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Colombian rescuers fight to reach miners

Colombian rescuers struggled against gas and debris to reach more than 50 miners still trapped and feared dead Friday after the country's worst mining disaster.
Relatives of a miner killed in a mine explosion mourn beside his casket in Amaga, northwestern Colombia, on Friday.William Fernando Martinez / AP
/ Source: Reuters

Colombian rescuers struggled against gas and debris to reach more than 50 miners still trapped and feared dead Friday after a blast tore through a coal mine in the country's worst mining disaster.

At least 18 bodies were pulled from the wreckage Thursday after the midnight gas explosion in northwestern Antioquia province. Rescuers had little hope for 53 others caught 6,500 feet below the surface.

The blast at the small San Fernando mine occurred far from the major operations run by companies such as Drummond and Glencore in the world's No. 5 coal exporter which is enjoying a boom in mining and energy investment.

Rescue efforts have been suspended several times while workers ventilate the mine shafts to disperse dangerous gases.

"We believe there were between 70 to 72 people inside, and we've recovered 18 bodies so far," said Luis Alfredo Ramos, governor of Antioquia province. "The rescue operation is still suspended because of an accumulation of gas and they are in the process of ventilation."

Families of missing miners gathered at a local sports hall in the town of Amaga, where authorities set up a makeshift morgue and bodies wrapped in white sheets were ferried into hearses. Many carried photographs of missing kin.

Coal mining is dangerous even in more developed countries. Explosions and collapses are common, especially in China. In April, an explosion killed 29 miners in West Virginia in the deadliest U.S. mine disaster in more than 20 years.

Spotlight on safety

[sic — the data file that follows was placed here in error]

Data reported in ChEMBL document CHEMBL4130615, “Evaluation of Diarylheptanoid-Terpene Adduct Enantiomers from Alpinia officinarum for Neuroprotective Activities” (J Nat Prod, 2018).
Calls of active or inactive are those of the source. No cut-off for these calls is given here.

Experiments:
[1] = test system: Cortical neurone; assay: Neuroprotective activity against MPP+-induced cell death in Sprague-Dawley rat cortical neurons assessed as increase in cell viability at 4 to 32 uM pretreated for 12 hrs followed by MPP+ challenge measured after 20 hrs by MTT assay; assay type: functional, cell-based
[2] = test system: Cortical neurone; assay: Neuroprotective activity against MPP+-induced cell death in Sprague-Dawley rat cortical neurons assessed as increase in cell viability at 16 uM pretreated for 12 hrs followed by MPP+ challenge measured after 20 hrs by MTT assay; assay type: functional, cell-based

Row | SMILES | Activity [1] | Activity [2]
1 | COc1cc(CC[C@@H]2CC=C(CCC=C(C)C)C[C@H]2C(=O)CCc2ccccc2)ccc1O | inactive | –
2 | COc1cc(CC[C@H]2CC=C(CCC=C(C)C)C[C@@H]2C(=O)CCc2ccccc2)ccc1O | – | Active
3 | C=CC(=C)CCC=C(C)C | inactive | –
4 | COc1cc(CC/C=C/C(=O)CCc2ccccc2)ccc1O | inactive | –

The disaster will put the spotlight on mining safety regulations in Colombia, where the industry ranges from large deposits operated by multinationals to hundreds of small, makeshift pits that produce coal for local markets.

Colombia produces around 70 million tons of coal a year with most of its exports shipped to Europe, the United States and the Caribbean but with increasing focus on Asia and China.

The latest blast will not have a broad impact on the coal market because the mine is small and supplies the domestic market and some European traders, markets sources said.

Last year, a methane gas explosion in another Antioquia province coal mine killed eight workers and, in 2007, an explosion in Norte de Santander killed 31 miners were killed one of the country's worst mining disasters.

Colombia has benefited from the boom in energy and mining investment under President Alvaro Uribe, who sent troops out to drive back leftist rebels fighting Latin America's oldest insurgency who once controlled large parts of the country.

Uribe steps down in August and his former defense minister, Juan Manuel Santos, is favored to succeed him in a run-off vote on Sunday. The country's commodities boom is an election issue with candidates debating how to handle an influx of mining and oil dollars.